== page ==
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Locals Ignore Evacuation Orders During Hurricane

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Rough waters in the hours before Hurricane Irene made landfall in North Carolina. (Credit: Jonna Bird)

Rough waters in the hours before Hurricane Irene made landfall in North Carolina. (Credit: Jonna Bird)

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DETROIT (WWJ) - Officials say Irene is still dangerous as it zeroes in on the Carolinas, but not everyone is heeding the evacuation orders. That includes a Garden City native who’s riding out Irene near Myrtle Beach in Sneeds Ferry, NC.

Speaking live on WWJ, Jonna Bird said this is her first hurricane and she decided not to heed the mandatory evacuation order because she wants to protect her home. She said beside stocking up on water and batteries, her family prepared in another way.

“We took all the furniture, all the lawn ornaments, patio tables, stuff like that and stored it all in the garage. That was one of the things that they were really insistent on here, was to make sure that everything in your yard was picked up because of the winds, because once the wind gets ahold of it, it treats it like a projectile.”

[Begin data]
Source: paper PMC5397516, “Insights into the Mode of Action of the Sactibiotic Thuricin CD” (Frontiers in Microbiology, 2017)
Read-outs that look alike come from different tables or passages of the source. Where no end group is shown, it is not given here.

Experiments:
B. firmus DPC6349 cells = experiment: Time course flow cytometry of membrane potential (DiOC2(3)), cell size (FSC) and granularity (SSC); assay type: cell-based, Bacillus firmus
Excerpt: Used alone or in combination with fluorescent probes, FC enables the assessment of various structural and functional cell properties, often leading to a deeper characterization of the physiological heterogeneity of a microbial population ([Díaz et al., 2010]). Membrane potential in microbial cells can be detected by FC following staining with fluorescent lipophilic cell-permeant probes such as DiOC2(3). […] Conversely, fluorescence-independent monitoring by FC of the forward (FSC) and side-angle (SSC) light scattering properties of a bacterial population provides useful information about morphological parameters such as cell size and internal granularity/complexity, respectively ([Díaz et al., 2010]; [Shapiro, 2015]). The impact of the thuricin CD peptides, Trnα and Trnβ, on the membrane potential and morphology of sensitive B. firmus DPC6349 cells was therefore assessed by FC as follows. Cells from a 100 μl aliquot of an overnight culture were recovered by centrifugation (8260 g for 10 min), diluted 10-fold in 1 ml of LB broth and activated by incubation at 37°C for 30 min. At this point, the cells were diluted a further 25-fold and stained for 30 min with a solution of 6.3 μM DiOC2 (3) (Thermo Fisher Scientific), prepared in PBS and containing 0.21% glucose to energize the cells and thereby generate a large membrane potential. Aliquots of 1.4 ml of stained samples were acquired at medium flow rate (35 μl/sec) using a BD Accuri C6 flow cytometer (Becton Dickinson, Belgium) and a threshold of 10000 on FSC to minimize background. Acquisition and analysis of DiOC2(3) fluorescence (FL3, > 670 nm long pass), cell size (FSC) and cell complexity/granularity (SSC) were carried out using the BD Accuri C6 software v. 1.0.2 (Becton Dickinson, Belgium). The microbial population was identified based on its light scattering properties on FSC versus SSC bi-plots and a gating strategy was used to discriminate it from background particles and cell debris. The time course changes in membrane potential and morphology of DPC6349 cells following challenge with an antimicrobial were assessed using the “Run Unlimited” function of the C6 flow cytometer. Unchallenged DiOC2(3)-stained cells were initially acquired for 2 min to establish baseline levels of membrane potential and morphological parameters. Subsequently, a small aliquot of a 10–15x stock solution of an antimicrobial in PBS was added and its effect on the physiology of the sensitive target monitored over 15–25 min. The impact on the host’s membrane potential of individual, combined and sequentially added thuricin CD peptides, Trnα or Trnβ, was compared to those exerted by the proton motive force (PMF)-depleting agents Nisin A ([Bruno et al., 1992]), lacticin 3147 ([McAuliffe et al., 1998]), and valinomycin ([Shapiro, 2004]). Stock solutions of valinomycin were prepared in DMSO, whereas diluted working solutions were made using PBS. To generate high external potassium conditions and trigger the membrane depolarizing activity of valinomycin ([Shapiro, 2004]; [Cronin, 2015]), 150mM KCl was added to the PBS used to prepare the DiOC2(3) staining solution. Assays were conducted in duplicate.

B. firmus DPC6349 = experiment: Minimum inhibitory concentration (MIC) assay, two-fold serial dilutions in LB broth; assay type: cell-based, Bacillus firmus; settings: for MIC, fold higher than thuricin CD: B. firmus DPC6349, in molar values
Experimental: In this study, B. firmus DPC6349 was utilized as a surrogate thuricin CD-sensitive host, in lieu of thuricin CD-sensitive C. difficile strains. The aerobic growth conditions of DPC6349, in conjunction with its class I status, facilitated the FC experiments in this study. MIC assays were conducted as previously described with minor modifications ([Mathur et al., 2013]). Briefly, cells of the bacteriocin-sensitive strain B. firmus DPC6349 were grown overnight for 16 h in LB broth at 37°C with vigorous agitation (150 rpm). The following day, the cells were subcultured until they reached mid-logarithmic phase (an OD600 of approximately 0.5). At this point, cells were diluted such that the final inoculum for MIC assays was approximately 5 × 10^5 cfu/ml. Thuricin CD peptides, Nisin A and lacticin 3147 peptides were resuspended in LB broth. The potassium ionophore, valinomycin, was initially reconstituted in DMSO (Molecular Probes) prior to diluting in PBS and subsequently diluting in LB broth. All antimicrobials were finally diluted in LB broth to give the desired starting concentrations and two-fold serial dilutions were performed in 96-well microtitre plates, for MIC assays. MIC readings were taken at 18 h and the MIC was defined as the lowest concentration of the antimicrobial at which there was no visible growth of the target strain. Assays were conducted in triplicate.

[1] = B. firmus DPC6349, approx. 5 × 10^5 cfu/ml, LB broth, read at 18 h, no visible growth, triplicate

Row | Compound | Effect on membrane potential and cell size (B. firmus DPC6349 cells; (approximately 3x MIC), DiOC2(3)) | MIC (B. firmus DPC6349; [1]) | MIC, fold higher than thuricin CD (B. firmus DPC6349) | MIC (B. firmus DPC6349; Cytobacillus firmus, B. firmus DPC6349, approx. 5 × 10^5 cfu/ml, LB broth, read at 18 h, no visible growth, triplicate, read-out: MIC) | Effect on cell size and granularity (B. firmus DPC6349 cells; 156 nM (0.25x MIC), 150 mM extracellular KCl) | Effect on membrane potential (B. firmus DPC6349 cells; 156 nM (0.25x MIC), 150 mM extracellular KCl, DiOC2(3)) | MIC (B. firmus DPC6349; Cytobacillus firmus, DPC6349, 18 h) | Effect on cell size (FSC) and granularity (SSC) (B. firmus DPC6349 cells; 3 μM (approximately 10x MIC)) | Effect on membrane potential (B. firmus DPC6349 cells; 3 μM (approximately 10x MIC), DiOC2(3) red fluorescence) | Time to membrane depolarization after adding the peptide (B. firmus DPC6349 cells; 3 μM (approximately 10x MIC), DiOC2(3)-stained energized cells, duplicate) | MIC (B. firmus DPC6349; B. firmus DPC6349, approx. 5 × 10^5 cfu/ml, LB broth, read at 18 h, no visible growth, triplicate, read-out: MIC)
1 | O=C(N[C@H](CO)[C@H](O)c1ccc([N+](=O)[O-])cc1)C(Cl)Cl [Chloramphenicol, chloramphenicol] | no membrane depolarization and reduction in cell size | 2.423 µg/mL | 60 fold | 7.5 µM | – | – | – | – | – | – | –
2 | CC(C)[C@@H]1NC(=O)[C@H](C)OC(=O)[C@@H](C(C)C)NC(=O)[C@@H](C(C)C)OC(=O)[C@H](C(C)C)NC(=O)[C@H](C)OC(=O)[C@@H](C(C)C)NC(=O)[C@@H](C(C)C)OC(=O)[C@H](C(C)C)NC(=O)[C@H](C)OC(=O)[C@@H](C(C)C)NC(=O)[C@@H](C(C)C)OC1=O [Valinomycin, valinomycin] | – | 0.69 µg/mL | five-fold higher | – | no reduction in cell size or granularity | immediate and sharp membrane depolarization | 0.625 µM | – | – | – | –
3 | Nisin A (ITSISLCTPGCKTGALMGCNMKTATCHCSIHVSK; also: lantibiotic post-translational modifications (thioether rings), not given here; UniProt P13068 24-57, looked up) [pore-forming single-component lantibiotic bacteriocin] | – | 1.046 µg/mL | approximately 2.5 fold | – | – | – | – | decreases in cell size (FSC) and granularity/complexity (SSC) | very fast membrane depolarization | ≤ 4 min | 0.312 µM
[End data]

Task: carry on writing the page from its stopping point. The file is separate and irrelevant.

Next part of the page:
Bird said she fears her family is in the eye of the storm, but amazingly her power is still on, unlike many of the counties inland.

“We do not have a generator, we do have power and I’ve been watching the news and a lot of the counties that are more inland have all lost power, which is really ironic. I thank the Lord that we still do have power because the heat and humidity is so high right now.”

Bird isn’t the only one there either, as her neighbors are sticking it out too.

“I live on a street that’s five miles off the coast, and there’s four houses here in my neighborhood, all the neighbors have stayed. As a matter of fact, some of the neighbors, people who cleared their boats out of the water, they brought their boats over and stored them in the yard, more up toward the highway.”

Bird said the heavy rainfall and winds hit her home around 6:00 Friday evening. Around 7:00 a.m. Saturday, she said wind gusts were reportedly reaching 95 mph.

“It’s like a high-powered car wash, with the wind and just the water surging on every side of the house, just throwing it toward the windows.”

For complete hurricane coverage from CBS News, visit this link.

For hurricane coverage in Boston, visit this link.

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